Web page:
An ethnography of energy demand and working from home: Exploring the affective dimensions of social practice in the United Kingdom

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Abstract

The practice of working from home has become widespread in developed countries, and the numbers of regular home workers are steadily increasing. There are potentially positive implications for energy consumption associated with home working, but these depend on myriad variables. This qualitative study, based on interviews with regular home workers, provides a more in-depth perspective on how and why energy is used compared with quantitative models of household consumption. Ethnographic research data is analysed using insights from practice theory. Placing the practice at the heart of analysis, it explores meanings, materials and competences involved in home working, and attends to the affective experiences of practitioners. Considering working from home as an integrative practice, it explores how dispersed practices are incorporated into individual performances, bringing about affective satisfaction. Findings show that the practice of working from home is characterised by themes of comfort, control and flexibility, with implications for energy demand. It is argued that the synthesis of practice theory and affect can provide valuable insights for energy research. The paper discusses the implications for demand reduction, demand shifting and ‘smart’ controls, with reference to the role of employers, researchers, policy makers and home workers themselves.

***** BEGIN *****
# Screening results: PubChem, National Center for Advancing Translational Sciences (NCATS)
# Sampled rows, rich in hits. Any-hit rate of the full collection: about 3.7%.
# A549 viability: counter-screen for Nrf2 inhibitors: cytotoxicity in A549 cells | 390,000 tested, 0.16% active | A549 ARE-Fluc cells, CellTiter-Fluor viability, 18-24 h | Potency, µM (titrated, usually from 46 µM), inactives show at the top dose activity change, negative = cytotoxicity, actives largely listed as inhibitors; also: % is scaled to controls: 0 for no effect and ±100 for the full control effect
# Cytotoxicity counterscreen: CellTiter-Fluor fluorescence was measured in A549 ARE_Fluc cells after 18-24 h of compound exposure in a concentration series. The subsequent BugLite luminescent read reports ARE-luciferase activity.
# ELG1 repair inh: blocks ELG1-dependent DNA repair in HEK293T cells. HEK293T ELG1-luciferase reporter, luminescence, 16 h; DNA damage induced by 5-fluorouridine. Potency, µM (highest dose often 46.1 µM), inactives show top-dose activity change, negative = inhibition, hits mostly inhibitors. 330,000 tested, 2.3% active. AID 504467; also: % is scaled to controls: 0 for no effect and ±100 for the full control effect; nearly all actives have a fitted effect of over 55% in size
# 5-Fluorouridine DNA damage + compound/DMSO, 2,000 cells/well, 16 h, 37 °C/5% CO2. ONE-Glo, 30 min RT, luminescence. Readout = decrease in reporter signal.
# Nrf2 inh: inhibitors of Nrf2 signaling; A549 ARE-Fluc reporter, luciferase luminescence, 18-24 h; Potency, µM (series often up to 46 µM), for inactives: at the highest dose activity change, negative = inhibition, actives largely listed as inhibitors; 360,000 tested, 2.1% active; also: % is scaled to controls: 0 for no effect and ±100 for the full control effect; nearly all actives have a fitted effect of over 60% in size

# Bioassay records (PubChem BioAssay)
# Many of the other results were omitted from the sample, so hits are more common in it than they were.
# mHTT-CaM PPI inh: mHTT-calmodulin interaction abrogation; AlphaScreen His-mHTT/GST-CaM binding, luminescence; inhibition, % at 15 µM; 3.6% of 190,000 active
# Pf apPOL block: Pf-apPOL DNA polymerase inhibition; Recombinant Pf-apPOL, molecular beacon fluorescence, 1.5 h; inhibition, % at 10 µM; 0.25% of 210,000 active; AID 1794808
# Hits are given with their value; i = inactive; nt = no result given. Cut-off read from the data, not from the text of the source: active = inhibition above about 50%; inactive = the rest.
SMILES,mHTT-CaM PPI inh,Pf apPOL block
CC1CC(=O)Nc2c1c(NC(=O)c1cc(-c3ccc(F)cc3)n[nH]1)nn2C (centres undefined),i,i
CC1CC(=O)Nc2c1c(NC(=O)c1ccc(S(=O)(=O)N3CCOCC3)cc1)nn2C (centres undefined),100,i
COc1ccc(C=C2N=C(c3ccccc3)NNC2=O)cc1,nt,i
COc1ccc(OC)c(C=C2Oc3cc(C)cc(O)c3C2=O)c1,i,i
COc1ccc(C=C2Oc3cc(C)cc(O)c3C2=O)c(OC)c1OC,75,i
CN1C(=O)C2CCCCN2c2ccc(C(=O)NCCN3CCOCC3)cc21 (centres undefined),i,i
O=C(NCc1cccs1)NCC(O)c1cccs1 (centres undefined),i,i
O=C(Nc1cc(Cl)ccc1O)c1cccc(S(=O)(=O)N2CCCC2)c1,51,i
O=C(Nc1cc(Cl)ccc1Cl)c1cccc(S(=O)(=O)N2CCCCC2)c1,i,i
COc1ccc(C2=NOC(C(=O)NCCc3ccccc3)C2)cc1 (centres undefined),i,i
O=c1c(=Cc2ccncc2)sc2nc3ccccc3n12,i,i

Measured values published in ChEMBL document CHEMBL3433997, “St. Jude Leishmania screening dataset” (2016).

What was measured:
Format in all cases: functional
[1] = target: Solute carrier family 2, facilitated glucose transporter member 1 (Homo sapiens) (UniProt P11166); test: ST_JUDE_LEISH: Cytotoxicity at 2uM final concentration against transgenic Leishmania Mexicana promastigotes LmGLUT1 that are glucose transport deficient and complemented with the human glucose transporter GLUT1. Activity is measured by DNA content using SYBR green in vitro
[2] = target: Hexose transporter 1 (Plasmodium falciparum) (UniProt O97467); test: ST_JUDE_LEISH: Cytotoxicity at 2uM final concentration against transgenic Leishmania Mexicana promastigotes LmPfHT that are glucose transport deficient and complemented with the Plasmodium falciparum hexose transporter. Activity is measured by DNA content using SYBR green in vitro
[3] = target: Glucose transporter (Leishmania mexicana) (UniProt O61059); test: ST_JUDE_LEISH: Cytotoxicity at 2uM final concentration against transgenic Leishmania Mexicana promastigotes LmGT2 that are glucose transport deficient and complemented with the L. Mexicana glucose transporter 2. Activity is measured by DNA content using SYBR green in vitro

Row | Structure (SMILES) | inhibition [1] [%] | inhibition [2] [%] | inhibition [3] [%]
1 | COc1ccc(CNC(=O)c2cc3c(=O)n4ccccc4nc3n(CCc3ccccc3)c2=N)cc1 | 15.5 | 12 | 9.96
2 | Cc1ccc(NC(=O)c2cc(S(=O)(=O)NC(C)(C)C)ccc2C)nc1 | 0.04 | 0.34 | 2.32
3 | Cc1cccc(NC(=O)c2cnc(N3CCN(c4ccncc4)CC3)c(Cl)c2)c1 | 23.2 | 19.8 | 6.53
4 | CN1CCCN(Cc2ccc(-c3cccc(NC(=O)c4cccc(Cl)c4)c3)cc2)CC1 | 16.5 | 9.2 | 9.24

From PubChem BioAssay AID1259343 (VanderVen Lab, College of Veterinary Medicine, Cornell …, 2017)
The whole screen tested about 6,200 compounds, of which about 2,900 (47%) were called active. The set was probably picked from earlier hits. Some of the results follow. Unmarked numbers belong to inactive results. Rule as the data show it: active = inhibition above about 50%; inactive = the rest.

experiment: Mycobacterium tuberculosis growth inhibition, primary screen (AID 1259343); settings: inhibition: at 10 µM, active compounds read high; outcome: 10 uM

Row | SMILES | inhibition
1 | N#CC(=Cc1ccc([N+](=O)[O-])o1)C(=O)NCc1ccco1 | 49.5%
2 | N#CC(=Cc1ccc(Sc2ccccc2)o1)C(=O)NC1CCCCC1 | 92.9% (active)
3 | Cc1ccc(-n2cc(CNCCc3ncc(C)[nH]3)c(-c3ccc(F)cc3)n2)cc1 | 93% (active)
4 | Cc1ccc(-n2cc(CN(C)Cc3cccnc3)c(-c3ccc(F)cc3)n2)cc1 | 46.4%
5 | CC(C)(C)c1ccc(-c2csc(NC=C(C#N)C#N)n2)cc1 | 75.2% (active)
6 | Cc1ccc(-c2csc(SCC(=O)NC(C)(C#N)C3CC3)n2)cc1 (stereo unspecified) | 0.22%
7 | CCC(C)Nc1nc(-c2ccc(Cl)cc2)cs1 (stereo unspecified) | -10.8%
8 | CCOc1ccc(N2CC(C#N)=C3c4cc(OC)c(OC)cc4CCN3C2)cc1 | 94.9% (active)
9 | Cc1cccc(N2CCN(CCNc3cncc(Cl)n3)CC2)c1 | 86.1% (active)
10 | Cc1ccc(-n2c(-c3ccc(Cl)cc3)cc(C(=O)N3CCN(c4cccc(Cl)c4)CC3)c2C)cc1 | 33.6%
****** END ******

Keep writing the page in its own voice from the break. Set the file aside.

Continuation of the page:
Original languageEnglish
Pages (from-to)1-10
Number of pages10
JournalEnergy Research and Social Science
Volume28
Early online date3 Apr 2017
DOIs
Publication statusPublished - 1 Jun 2017

Keywords

  • Affect
  • Comfort
  • Energy practices
  • Working from home

ASJC Scopus subject areas

  • Renewable Energy, Sustainability and the Environment
  • Nuclear Energy and Engineering
  • Fuel Technology
  • Energy Engineering and Power Technology
  • Social Sciences (miscellaneous)

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